18 July 2018

Bad Behaviour and the ACCC

From the recent 'Companies Behaving Badly' speech by ACCC chair Rod Sims
... in reviewing our enforcement activity in April, in just one month alone we saw the following. 
Ford was ordered to pay $10 million in penalties after it admitted that it had engaged in unconscionable conduct in the way it dealt with complaints about PowerShift transmission cars, sometimes telling customers that shuddering was the result of the customer’s driving style despite knowing the problems with these cars. 
Telstra was ordered to pay penalties of $10 million in relation to its third-party billing service known as ‘Premium Direct Billing’ under which it exposed thousands of its own mobile phone customers to unauthorised charges. 
Thermomix paid penalties of over $4.5 million for making false or misleading representations to certain consumers through its silence about a safety issue affecting one of its products which the company knew about from a point in time. 
Flight Centre was ordered to pay $12.5 million in penalties for attempting to induce three international airlines to enter into price fixing agreements 
a second Japanese shipping company, K-Line, pleaded guilty to criminal cartel conduct concerning the international shipping of cars, trucks and buses to Australia 
proceedings against Woolworths were instituted alleging that the environmental representations made about some of its home brand picnic products were false, misleading and deceptive. 
And unfortunately, this is just the tip of the iceberg. 
Earlier this year, the Federal Court found that the food manufacturer Heinz had made misleading claims that its Little Kids Shredz products were beneficial for young children, when they contained approximately two-thirds sugar. 
Who could forget the infamous marketing of Reckitt Benckiser who made misleading representations on the packaging of each of its four Nurofen Specific Pain products? They represented that each was specifically formulated to treat a particular type of pain when in fact each product contained the same active ingredient and was no more effective at treating the type of pain than any of the other Nurofen Specific Pain products. The key difference was that the specific pain products were near double the price of the standard Nurofen product.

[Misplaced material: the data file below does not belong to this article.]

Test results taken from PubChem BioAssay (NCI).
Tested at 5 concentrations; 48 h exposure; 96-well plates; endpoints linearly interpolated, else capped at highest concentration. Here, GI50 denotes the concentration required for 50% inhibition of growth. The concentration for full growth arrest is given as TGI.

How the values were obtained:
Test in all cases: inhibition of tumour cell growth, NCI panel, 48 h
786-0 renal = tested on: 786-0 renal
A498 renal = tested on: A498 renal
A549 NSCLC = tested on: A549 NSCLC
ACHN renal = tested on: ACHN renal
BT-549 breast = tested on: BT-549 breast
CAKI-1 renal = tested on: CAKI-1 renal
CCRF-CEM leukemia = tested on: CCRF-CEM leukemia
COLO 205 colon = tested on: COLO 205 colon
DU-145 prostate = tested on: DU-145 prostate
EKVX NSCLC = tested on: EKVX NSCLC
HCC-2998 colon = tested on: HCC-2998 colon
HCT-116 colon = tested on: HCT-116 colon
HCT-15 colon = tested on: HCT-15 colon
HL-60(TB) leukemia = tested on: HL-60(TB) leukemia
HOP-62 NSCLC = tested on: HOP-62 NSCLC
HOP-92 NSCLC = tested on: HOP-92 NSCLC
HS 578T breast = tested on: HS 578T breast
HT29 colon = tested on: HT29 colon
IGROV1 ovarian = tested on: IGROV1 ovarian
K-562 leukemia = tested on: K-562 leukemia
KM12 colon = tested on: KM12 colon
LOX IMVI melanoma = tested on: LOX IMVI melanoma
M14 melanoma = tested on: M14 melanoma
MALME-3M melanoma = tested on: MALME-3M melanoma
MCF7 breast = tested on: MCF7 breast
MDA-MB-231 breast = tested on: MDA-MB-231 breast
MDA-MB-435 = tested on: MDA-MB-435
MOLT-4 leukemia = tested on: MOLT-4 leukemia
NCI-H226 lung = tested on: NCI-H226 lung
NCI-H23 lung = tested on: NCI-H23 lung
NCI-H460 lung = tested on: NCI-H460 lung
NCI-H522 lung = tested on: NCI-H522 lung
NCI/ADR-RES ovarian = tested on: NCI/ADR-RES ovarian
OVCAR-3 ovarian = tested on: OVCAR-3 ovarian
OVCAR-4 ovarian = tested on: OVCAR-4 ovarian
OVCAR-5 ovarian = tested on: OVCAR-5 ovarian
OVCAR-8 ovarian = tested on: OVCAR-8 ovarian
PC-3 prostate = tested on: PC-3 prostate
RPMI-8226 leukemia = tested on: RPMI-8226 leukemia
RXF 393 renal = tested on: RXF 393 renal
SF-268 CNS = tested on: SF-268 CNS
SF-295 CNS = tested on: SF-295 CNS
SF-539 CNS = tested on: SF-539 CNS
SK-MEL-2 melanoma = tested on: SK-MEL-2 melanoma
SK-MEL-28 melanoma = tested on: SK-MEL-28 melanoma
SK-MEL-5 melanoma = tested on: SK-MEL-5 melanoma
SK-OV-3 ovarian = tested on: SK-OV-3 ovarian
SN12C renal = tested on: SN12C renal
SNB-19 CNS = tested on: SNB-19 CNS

Hotel giant Meriton was caught out recently taking deliberate steps to prevent guests it suspected would give an unfavourable review from receiving TripAdvisor’s ‘Review Express’ prompt email, including by inserting additional letters into guests’ email addresses so that their email addresses would not be correct. The Court found this to be a deliberate strategy by Meriton to minimise the number of negative reviews Meriton’s guests posted on TripAdvisor. 
Recently Optus Internet admitted it made misleading representations to around 14,000 customers about their transition to the NBN, including stating that their services would be disconnected (in as little as 30 days in some cases) if they did not move to the NBN when under its contracts they could not force disconnection within the timeframe claimed. 
Pental also recently admitted that it made misleading representations about its White King ‘flushable’ cleaning wipes saying that they would disintegrate in the sewerage system when flushed, just like toilet paper, when Australian wastewater authorities face significant problems because they can cause blockages in sewerage systems. We have a similar case against Kimberly-Clarke still being contested before the Court. 
We have seen more bad behaviour in the education sector in recent years than you would hope to see in a lifetime. In one case, Acquire Learning and Careers was ordered to pay penalties of $4.5 million for its tactics in pressuring consumers to enrol in vocational training. The Court found its model was based on maximising the number of enrolments it was able to achieve for its clients and thereby maximising the fees payable to it. The judge said its activities resembled those of an unscrupulous ‘fly-by-night operation’ rather than those of a prominent and market leading provider of student recruitment services, as it described itself. 
A few years ago the companies behind Bet365 paid penalties of $2.75 million for its ‘free bets’ offer in which it failed to make clear that in order to receive the represented $200 free bet offer, new customers were required to deposit and then gamble $200 of their own money first. 
And too many large companies continue to mislead consumers about their fundamental consumer guarantees which provide for refunds, replacement or repair when a good is faulty. 
For example, following the so-called ‘error 53’ which disabled some iPhones and iPads, Apple Inc admitted it misrepresented to a number of Australian customers that they were no longer eligible for a remedy if their device had been repaired by a third party, often with a low cost screen replacement. Apple Inc was ordered to pay $9 million in penalties.   
At the end of last year, the Full Federal Court upheld the finding against Valve, one of the world’s largest online video game retailers, that it had made misleading representations about consumer guarantees. 
And it is not just consumers who are subjected to bad behaviour from big companies.